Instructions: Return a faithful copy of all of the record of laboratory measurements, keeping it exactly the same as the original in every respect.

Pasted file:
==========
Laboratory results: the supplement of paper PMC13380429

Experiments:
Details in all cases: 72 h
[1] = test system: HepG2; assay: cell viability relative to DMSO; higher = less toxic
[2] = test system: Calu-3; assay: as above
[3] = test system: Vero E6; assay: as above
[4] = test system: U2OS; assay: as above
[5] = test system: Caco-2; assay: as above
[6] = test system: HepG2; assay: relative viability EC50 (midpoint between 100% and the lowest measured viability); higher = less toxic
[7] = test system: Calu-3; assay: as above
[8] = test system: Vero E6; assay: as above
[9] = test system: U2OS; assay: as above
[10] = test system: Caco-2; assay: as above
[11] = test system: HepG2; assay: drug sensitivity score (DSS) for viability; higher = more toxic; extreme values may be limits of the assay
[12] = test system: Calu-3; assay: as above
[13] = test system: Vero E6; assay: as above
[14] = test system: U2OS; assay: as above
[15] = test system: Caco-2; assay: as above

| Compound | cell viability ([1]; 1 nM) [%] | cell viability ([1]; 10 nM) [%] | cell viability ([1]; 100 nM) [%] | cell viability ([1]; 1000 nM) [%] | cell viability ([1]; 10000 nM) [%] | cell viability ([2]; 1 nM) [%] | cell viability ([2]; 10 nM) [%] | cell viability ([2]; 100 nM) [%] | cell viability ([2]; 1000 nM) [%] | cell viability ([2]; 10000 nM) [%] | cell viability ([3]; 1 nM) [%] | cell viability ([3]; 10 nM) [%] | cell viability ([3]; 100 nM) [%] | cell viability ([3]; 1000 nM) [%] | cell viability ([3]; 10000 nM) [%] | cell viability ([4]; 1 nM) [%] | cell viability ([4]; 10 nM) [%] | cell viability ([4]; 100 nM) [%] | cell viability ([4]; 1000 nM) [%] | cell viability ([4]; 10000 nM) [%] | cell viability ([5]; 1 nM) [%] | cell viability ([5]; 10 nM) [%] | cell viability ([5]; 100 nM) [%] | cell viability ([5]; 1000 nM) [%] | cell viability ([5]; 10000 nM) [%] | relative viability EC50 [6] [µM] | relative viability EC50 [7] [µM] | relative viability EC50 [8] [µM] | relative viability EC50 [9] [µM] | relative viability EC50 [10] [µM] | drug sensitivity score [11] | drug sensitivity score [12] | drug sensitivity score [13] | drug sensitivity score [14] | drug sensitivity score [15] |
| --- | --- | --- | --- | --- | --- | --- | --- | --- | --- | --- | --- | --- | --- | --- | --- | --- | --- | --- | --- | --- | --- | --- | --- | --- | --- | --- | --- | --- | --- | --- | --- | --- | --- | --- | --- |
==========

Laboratory results: the supplement of paper PMC13380429

Experiments:
Details in all cases: 72 h
[1] = test system: HepG2; assay: cell viability relative to DMSO; higher = less toxic
[2] = test system: Calu-3; assay: as above
[3] = test system: Vero E6; assay: as above
[4] = test system: U2OS; assay: as above
[5] = test system: Caco-2; assay: as above
[6] = test system: HepG2; assay: relative viability EC50 (midpoint between 100% and the lowest measured viability); higher = less toxic
[7] = test system: Calu-3; assay: as above
[8] = test system: Vero E6; assay: as above
[9] = test system: U2OS; assay: as above
[10] = test system: Caco-2; assay: as above
[11] = test system: HepG2; assay: drug sensitivity score (DSS) for viability; higher = more toxic; extreme values may be limits of the assay
[12] = test system: Calu-3; assay: as above
[13] = test system: Vero E6; assay: as above
[14] = test system: U2OS; assay: as above
[15] = test system: Caco-2; assay: as above

| Compound | cell viability ([1]; 1 nM) [%] | cell viability ([1]; 10 nM) [%] | cell viability ([1]; 100 nM) [%] | cell viability ([1]; 1000 nM) [%] | cell viability ([1]; 10000 nM) [%] | cell viability ([2]; 1 nM) [%] | cell viability ([2]; 10 nM) [%] | cell viability ([2]; 100 nM) [%] | cell viability ([2]; 1000 nM) [%] | cell viability ([2]; 10000 nM) [%] | cell viability ([3]; 1 nM) [%] | cell viability ([3]; 10 nM) [%] | cell viability ([3]; 100 nM) [%] | cell viability ([3]; 1000 nM) [%] | cell viability ([3]; 10000 nM) [%] | cell viability ([4]; 1 nM) [%] | cell viability ([4]; 10 nM) [%] | cell viability ([4]; 100 nM) [%] | cell viability ([4]; 1000 nM) [%] | cell viability ([4]; 10000 nM) [%] | cell viability ([5]; 1 nM) [%] | cell viability ([5]; 10 nM) [%] | cell viability ([5]; 100 nM) [%] | cell viability ([5]; 1000 nM) [%] | cell viability ([5]; 10000 nM) [%] | relative viability EC50 [6] [µM] | relative viability EC50 [7] [µM] | relative viability EC50 [8] [µM] | relative viability EC50 [9] [µM] | relative viability EC50 [10] [µM] | drug sensitivity score [11] | drug sensitivity score [12] | drug sensitivity score [13] | drug sensitivity score [14] | drug sensitivity score [15] |
| --- | --- | --- | --- | --- | --- | --- | --- | --- | --- | --- | --- | --- | --- | --- | --- | --- | --- | --- | --- | --- | --- | --- | --- | --- | --- | --- | --- | --- | --- | --- | --- | --- | --- | --- | --- |